‘Every year, the toys were brought down from the attic and placed under the tree hung with angels and lights and smelling of the pine woods. Every evening the toys performed, and every day the tree shed more needles on the floor until Christmas was gone. Then the tree was thrown out and the toys were packed off to the attic where they lay jumbled in a box together…..through the long days and nights they listened to the rain on the roof and the wind in the trees, but the sound of the clock striking midnight never reached them; they never had permission to speak at all, and they lay in silence until another year passed and they stood once more beneath the tree………’
And there starts one of the great stories of the 20th century, by one of its great storytellers.
And you know, sure as eggs is eggs (because you understand how stories work) that something is going to change. And you also know that for all of the lights of the tree and the warm of christmas fires that there’s a darkness out there somewhere, and that nothing will be simple. Hoban does that. He does it with ‘The Marzipan Pig’, which is one of the oddest stories (ostensibly) for children I know. It begins, ‘there was nothing to be done for the Marzipan Pig. He fell behind the sofa and that was that’…..three pages into the tale he is eaten by a mouse, which, in turn is eaten by an owl who falls in love with a parking meter. It’s near impossible to second-guess what’s going on, and yet it’s never silly or arbitrary. I love Russell Hoban, not least for his unwavering acknowledgement of a Darwinian universe that’s red in tooth and claw, and his equally unwavering belief, in these two stories, and in the wonderful ‘Riddley Walker, of the resilience of the human spirit and the power of love and faith and idealism. I also love the fact that when I met him at a Children’s Literature conference in Exeter in the 70’s, we shared a breakfast table. He ate All Bran. At the same time, he handrolled cigarettes. Old Holborn is almost identical to All Bran, at least when they accidentally mix. He would get animated about the teachers on his workshop who wanted breaks…for chrissakes…breaks….they come here to write….it’s hard work, writing…breaks!….and he scattered more strands of Old Holborn about the table. It was a great start to anyone’s day.
The Mouse and his Child are wind-up clockwork toys, broken by a cat, thrown in the bin, mended -sort of – by a tramp, and set down on the highway to seek whatever befalls them – which comes in the shape of Manny Rat – and recruited into a hapless band of wind-up bank-robbers. I’ll tell you no more, other than that, along the way, the Child determines on an unwavering quest for self-winding status and for a family, and that Manny Rat becomes his nemesis. They pass through wildernesses; they endure.
It’s like the journey of a Scott, or a Shackleton. There are episodes I was reminded of when I read Joe Simpson’s epic ‘Touching the void’. Maybe I’ll say too that in the summer when my dad died, we took my mother away for a holiday. I was reading ‘The Mouse and his Child’ on the beach on the Isle of Wight. When I came back from a swim, my mum was reading it. She would not hand it back till the next day when she’d finished it. All she said was: that made me happy.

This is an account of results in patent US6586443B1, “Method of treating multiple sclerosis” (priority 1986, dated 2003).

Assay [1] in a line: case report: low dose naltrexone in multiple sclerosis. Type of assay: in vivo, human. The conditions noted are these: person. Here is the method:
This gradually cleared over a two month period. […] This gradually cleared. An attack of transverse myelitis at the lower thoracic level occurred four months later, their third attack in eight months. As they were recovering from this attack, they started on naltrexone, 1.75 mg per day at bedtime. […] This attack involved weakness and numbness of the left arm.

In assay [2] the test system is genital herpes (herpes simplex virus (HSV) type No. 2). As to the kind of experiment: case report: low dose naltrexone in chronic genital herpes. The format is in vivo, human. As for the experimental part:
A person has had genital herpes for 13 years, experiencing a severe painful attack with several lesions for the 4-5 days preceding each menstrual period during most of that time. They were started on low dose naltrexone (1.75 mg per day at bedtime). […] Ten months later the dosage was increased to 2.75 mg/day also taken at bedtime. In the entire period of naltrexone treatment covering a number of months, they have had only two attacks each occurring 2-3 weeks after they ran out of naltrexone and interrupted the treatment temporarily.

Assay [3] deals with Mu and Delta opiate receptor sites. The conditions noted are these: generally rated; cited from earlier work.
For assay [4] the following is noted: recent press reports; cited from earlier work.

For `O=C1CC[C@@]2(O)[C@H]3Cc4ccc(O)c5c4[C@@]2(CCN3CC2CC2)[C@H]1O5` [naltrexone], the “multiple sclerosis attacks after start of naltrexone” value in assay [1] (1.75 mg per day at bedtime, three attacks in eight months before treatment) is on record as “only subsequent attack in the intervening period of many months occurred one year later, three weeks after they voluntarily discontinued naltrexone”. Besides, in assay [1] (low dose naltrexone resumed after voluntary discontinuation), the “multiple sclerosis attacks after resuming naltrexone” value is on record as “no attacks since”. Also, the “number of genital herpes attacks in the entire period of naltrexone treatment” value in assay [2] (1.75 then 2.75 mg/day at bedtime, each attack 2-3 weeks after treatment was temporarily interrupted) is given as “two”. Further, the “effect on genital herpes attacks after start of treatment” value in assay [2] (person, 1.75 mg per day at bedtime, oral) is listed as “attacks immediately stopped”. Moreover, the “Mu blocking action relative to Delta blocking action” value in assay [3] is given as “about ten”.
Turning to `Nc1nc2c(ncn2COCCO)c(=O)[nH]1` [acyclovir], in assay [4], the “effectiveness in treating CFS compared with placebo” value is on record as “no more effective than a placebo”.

I have to say I’m a total sucker for soft toys and dolls. Especially dolls like the one my daughter Julie had as a child, the one she gave me, the one who always looks so wistful that I provide her with the company of a dapper fox and and a perky decorator. She remains wistful, does that doll. And, also, since 1987 me and my partner Flo have bought each other wind-up toys at Christmas. They now fill two boxes. None have become self-winding, and I have never heard any of them speak. The Mouse and his Child, of course, can speak, and indeed are not bound by the rules of clockwork and the strokes of midnight. I wasn’t really aware, though, how much of the language of the book had seeped into mine until, inevitably there was a writing task at the Poetry Business, and out of ‘nowhere’ came this poem.
on the stroke of midnight
on some special Eve,
Midsummer, say, or Christmas.
Then, it’s said that stones, or wolves
or trees, or owls can speak.
Or toys piled pell-mell in boxes
kept in lofts, in attic cupboards;
also things that hang in Christmas trees,
like fairies, snowmen, angels,
and wind-up clockwork toys.
What is it, do you think, they say
just once a year, just for one day,
or week. This is the truth of it.
The dark that lasts all year,
the silent dust that settles
bit by bit, grows coarse and gritty.
It clogs their tongues.
Listen. They’re as mad as stones
and deaf as owls. They’re let to speak;
have forgotten how, and what, to say.
Stay silent till the twelfth night.
And then they’re put away.
To be honest, ours have their own very jolly boxes, which never go into the dark. And if ‘The Mouse and his Child’ had been as dark as my poem, then my Mum wouldn’t have been happy. Have your own Happy Christmas, and light a candle for clockwork wind-ups wherever they may be.